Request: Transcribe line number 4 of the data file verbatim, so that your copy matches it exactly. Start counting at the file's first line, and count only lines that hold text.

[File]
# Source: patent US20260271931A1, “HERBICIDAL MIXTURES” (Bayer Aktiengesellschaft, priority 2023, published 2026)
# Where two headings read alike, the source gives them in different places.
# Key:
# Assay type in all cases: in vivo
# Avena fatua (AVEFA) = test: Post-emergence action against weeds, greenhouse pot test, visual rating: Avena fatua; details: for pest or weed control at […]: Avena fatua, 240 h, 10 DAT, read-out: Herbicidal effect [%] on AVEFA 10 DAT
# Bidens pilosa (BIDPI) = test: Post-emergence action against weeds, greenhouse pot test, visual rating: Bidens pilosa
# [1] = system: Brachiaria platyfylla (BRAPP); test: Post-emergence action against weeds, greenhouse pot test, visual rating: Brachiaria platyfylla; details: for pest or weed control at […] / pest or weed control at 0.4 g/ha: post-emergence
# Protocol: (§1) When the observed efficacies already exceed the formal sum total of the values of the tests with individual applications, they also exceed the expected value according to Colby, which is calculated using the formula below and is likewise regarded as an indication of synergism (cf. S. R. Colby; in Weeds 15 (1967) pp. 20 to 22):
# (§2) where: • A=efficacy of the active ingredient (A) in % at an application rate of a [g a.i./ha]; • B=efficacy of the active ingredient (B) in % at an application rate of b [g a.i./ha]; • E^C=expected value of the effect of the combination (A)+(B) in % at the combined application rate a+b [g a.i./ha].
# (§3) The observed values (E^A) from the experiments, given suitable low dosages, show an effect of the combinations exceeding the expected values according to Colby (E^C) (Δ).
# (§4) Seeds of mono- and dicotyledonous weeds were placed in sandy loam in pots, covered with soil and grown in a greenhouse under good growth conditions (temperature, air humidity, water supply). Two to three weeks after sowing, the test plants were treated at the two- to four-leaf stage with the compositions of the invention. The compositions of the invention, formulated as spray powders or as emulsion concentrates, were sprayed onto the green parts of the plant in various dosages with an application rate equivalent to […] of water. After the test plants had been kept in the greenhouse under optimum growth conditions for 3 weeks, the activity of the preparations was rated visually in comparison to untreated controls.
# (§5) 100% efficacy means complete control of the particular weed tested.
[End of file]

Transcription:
# Assay type in all cases: in vivo